MORE GOR­GEOUS GORGES Queens­land has an abun­dance of gorges that are just as com­pelling as Cob­bold. If breath­tak­ing scenery is your thing, gorge your­self on these.


Lo­cated in the Bood­ja­mulla (Lawn Hill) Na­tional Park, in the re­mote north-west high­lands of Queens­land, Lawn Hill’s sand­stone cliffs, emer­ald wa­ters and sur­round­ing lush veg­e­ta­tion are stun­ning. Formed by Lawn Hill Creek, the gorge is an oa­sis in the out­back land­scape, at­tract­ing an abun­dance of wildlife, and of­fer­ing vis­i­tors the choice of walks (tracks into the gorge are of vary­ing lengths and grades), ca­noe­ing, cul­tural and his­toric sites, or the sim­ple plea­sure of drink­ing in the spec­tac­u­lar views. There is camp­ing in­side the Na­tional Park and also close by at Adel’s Grove.


The big daddy of Queens­land gorges, Carnar­von is lo­cated in the Carnar­von Na­tional Park, a short drive from the re­gional cen­tres of Roma or Emer­ald. The gorge it­self presents end­less op­tions to stand in won­der at, from the cool still­ness of the Moss Gar­den to the sheer vast­ness (and amaz­ing acous­tics) of the Am­phithe­atre. There are two ab­so­lute must-dos here: walk to the Art Gallery, a sig­nif­i­cant In­dige­nous site; and set out on the 87-kilo­me­tre Carnar­von Great Walk, tak­ing in soar­ing cliffs and sand­stone es­carp­ments. Sea­sonal camp­ing is avail­able in the park, with year-round camp­ing and ac­com­mo­da­tion op­tions nearby.


Set in­side Por­cu­pine Gorge Na­tional Park, the look­out above the gorge is about 60 kilo­me­tres north of the town of Hugh­en­den. One of the big ticket items here is the im­pos­ing Pyra­mid, a mono­lith of sand­stone erupt­ing from the floor of the gorge and shaped like, you guessed it, a pyra­mid. The birdlife is another draw for vis­i­tors, and there is plen­ti­ful camp­ing avail­able, al­low­ing you to pitch a tent and in­dulge in the soli­tude and beauty of it all.


Sit­u­ated within Ex­pe­di­tion Na­tional Park, 90 kilo­me­tres north-west of the town of Ta­room, Robin­son Gorge is bor­dered by cliffs up to 100 me­tres high and lined with bot­tle­brushes, wat­tles and cab­bage palms, which have been around since the time of di­nosaurs. There are walk­ing tracks and camp­sites through­out the park.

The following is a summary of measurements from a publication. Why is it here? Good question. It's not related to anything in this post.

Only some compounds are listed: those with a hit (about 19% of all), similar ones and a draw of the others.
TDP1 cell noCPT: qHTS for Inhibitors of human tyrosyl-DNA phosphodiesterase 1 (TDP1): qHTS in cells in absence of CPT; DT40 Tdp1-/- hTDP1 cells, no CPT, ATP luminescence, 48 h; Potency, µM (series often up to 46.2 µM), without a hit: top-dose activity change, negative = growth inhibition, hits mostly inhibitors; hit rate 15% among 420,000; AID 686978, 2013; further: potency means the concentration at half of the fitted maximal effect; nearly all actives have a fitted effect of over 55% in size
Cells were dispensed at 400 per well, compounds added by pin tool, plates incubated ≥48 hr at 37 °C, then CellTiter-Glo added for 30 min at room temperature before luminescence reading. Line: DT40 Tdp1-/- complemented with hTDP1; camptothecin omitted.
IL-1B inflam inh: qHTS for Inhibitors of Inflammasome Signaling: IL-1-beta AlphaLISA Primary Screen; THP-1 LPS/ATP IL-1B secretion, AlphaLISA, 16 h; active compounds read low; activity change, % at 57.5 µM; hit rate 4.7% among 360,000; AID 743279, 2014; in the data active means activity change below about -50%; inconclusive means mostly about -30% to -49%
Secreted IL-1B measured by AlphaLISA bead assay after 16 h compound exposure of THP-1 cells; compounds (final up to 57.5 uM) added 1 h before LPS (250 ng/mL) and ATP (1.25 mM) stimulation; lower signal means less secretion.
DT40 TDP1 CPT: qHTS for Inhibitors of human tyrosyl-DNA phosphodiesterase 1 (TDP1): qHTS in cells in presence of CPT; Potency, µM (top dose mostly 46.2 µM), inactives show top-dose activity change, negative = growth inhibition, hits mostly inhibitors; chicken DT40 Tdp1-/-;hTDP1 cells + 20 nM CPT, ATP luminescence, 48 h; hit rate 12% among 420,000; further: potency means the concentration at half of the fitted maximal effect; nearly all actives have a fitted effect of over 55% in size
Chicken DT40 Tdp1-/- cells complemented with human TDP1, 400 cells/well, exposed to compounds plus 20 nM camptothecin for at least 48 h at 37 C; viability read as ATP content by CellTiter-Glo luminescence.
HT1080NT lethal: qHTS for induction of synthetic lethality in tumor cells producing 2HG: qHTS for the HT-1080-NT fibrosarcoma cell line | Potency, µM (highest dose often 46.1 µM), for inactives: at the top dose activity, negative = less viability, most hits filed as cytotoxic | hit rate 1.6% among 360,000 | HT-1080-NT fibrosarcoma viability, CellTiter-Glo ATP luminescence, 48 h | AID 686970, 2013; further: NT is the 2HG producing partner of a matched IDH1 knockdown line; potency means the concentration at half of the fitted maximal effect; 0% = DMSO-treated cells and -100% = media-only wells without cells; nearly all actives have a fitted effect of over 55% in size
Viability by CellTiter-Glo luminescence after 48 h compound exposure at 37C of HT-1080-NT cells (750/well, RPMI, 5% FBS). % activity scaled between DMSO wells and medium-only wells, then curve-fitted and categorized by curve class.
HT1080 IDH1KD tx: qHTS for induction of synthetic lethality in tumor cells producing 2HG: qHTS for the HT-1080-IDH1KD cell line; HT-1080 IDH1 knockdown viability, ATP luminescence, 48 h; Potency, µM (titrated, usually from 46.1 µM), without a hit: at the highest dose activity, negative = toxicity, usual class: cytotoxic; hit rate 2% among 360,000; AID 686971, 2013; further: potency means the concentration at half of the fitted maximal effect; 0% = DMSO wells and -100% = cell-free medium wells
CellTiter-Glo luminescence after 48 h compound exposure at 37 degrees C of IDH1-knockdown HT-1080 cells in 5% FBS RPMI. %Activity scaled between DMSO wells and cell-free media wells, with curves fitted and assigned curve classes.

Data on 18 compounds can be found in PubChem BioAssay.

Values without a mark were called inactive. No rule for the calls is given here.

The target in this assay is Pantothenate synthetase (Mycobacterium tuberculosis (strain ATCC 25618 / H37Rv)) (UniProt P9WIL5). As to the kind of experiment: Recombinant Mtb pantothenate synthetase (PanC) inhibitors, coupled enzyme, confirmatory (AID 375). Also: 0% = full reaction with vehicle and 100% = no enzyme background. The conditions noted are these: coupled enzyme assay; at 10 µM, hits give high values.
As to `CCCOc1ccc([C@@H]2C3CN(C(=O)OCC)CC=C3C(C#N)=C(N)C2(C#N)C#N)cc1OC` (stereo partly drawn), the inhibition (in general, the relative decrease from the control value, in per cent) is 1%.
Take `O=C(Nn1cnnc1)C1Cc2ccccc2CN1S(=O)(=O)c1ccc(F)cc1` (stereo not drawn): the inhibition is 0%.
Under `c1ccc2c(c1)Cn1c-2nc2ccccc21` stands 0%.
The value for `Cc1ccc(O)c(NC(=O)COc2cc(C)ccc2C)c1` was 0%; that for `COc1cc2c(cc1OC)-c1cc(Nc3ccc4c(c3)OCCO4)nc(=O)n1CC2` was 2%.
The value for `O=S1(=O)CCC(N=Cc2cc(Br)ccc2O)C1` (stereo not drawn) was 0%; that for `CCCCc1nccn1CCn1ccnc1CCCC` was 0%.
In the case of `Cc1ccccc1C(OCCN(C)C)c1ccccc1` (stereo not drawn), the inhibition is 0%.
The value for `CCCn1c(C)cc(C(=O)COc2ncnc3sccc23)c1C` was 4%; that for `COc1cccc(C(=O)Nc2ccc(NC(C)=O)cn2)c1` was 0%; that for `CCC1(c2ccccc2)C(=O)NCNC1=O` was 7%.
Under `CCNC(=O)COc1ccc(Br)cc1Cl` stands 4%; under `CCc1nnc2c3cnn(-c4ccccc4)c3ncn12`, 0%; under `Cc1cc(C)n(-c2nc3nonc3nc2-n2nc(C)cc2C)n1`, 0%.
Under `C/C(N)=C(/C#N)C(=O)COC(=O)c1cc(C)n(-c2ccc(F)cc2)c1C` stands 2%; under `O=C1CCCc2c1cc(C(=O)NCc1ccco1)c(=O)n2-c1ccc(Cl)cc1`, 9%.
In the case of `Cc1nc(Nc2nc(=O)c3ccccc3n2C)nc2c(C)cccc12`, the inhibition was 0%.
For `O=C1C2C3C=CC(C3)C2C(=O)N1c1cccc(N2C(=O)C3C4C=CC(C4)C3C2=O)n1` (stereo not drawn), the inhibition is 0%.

Cop­per­field Gorge at Ei­nasleigh (329 kilo­me­tres by road south-west of Innisfail) is just a short walk across the road from the shady bal­cony of the iconic Ei­nasleigh Ho­tel. Broader and deeper than Cob­bold, it has vol­canic basalt rock, a wa­ter­fall and a beach, and of­fers sea­sonal fish­ing and swim­ming, as well as great hik­ing tracks.


This is where gorges get real: ac­cess­ing Hell Hole Gorge Na­tional Park, 256 kilo­me­tres north-west of Charleville via un­sealed roads, re­quires 4WD ve­hi­cle and there are no for­mal walk­ing tracks or camp­sites with fa­cil­i­ties. Vis­it­ing Hell Hole Gorge is about be­ing re­moved from the world and com­ing face to face with na­ture at its most rugged and un­touched. Camp near the Hell Hole Wa­ter­hole and strike out (with a com­pass) to see wa­ter­holes over­looked by sheer cliffs, and spot wildlife such as the red-tailed black cock­a­too and yel­low-footed rock wal­laby.

THIS PAGE, FROM LEFT: The wide ex­panse of the Queens­land out­back ; The quiet beauty of Cob­bold Gorge; Set­ting out from the town of For­sayth. PRE­VI­OUS PAGE: Weav­ing through the stun­ning rock for­ma­tions by boat.

FROM LEFT: Lush veg­e­ta­tion abounds at Lawn Hill; The ar­rest­ing dark vol­canic rock of Cop­per­field Gorge. OP­PO­SITE (from left): The best way to get a sense of the scale of the re­gion is to take a flight over it all; The ul­ti­mate end to the day: the in­fin­ity pool at Cob­bold Vil­lage.